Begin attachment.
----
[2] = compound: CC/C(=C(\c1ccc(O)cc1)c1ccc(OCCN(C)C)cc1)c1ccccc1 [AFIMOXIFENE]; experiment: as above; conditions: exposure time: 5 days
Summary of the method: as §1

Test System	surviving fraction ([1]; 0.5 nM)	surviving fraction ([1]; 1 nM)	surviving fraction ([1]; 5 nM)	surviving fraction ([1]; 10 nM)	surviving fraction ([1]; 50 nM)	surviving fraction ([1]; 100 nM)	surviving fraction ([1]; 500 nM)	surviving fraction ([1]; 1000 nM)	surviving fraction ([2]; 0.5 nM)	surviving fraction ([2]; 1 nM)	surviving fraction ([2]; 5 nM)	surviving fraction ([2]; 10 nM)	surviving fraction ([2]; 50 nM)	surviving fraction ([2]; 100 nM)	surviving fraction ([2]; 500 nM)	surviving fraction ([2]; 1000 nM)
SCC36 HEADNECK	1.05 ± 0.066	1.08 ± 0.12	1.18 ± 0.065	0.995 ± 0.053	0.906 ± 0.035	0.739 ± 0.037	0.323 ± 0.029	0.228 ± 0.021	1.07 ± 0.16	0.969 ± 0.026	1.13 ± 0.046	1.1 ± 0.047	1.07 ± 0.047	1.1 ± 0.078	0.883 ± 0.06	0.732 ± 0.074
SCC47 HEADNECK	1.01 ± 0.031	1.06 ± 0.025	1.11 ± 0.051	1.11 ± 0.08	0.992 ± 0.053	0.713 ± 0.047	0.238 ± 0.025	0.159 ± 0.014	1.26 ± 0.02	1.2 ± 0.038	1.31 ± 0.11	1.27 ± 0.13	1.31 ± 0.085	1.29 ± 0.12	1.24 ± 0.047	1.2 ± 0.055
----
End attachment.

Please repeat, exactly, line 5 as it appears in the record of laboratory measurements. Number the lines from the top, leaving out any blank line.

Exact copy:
SCC47 HEADNECK	1.01 ± 0.031	1.06 ± 0.025	1.11 ± 0.051	1.11 ± 0.08	0.992 ± 0.053	0.713 ± 0.047	0.238 ± 0.025	0.159 ± 0.014	1.26 ± 0.02	1.2 ± 0.038	1.31 ± 0.11	1.27 ± 0.13	1.31 ± 0.085	1.29 ± 0.12	1.24 ± 0.047	1.2 ± 0.055